Facebook Twitter YouTube

18183

Effect of Medical Equipment On Concentrations of Volatile Organic Compounds

Friday, October 19, 2012
Room R02-R05 (Morial Convention Center)
Ursula Colareta-Ugarte, MD1, Bhagya Puppala, MD1, Preetha Prazad, MD1, Ramona Donovan, MS, CCRC1, Lorene Schweig1, Anil Gulati, MD, PhD2 and Donald R. Cortes, PhD3, (1)Department of Pediatrics, Division of Neonatology, Advocate Lutheran Children's Hospital, Park Ridge, IL, (2)College of Pharmacy, Midwestern University, Downer's Grove, IL, (3)Stat Analysis Corporation, Chicago, IL

 

Purpose

Based on epidemiological studies, exposure to indoor air pollutants such as volatile organic compounds (VOCs) during fetal and early postnatal life may be associated with health problems including abnormal development, decreased lung growth, increased rate of respiratory tract infections, childhood asthma, behavioral problems, and neuro-cognitive detriments.  Plastic materials are a major contributor to VOCs found indoors.  Incubators used to house premature infants in the neonatal intensive care unit (NICU) are made of plastic.  Recently, VOC emissions inside of neonatal incubators were found to increase when temperature and humidity were increased to simulate clinically relevant settings. Many pieces of medical equipment commonly used in the care of preterm neonates that are derived from plastic as well as synthetic or laundered bedding materials capable of contributing VOCs to the incubator environment. Therefore, the purpose of this study was to determine whether routinely used plastic medical equipment and bedding produce VOCs not previously identified and/or higher levels of previously identified VOCs.

Methods

·         All air samples were collected using 6-liter laboratory-evacuated electro-polished stainless steel air sampling canisters (Restek, Bellefonte, PA, USA).

·         Four timed air samples were collected from each of four Ohio Care Plus incubators with and without the plastic medical equipment/bedding at during different operational settings. (Table 1)

·         Ambient air samples were collected at four collection times.

  • Samples and analysis were based on EPA TO-15 “Determination of Volatile Organic Compounds in Air Collected in specialty prepared Canisters and analyzed by Gas Chromatography/Mass Spectrometry (GS/MS)”.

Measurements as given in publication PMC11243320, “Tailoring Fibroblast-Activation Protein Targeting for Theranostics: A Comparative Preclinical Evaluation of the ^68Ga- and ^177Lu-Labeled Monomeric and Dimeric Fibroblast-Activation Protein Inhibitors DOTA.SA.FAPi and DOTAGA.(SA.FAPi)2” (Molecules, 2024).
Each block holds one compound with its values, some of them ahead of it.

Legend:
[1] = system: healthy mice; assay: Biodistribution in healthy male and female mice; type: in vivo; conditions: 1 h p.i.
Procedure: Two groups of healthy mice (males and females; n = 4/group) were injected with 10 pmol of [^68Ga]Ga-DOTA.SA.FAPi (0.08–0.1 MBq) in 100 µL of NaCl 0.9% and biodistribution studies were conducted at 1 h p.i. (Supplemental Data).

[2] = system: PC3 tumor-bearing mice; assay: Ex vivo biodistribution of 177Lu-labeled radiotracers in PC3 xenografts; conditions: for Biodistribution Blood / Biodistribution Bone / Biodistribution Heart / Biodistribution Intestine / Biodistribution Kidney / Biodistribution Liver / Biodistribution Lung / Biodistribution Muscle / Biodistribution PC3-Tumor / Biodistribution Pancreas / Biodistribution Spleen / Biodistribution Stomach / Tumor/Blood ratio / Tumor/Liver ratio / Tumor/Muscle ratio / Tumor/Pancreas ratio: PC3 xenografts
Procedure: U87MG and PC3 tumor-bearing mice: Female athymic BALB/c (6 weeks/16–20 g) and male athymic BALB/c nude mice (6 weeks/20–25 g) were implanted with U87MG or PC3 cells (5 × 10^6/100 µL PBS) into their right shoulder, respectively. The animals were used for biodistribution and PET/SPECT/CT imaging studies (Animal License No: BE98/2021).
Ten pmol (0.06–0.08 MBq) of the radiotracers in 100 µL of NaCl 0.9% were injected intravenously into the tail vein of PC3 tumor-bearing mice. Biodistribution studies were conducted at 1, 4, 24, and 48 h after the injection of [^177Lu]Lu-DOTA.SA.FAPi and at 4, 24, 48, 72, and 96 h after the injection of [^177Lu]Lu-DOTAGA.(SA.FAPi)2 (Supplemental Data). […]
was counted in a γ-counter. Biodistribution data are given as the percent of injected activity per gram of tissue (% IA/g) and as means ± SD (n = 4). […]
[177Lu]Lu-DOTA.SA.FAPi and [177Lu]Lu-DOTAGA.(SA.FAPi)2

Table 1: Incubator Air Sampling Schedule

Sample Collection #

Time (Hours)

Incubator State: Operational Settings & Equipment/Bedding Present

1

24

28° / Mattress only

2

72

28° / Mattress / Additional Medical Equipment*

3

96

37° / Mattress / Additional Medical Equipment*

4

120

37° / 50% Humidity / Mattress / Additional Medical Equipment*

   *IV tubing, NG tube, Blanket, CPAP prongs , O2 tubing, B/P cuff, Diaper, Pacifier, Sheepskin, Cardio-pulmonary leads  w/adhesive backing

Results

  • Analyses of the incubator air samples collected identified the presence of several VOCs.

  • Cyclohexanone was common to all incubator air samples following the addition of plastic medical equipment/bedding and was not identified in the ambient air samples. 

  • The concentration of cyclohexanone increased with the higher temperature and humidity (see Figure 1).

Figure 1

 

Conclusions

  • This study identified and quantitated the presence of cyclohexanone in all incubator air samples containing plastic medical equipment and bedding items.

  • The concentration of this VOC increased when incubators were exposed to increased temperature and humidity.

  • Studies have reported uptake, metabolism and excretion of inhaled cyclohexanone in humans.

  • Cyclohexanone inhalation toxicity results in sensory irritation and acute neurotoxicity in adults.

  • More studies are needed to evaluate the effects of cyclohexanone exposure during the neonatal period.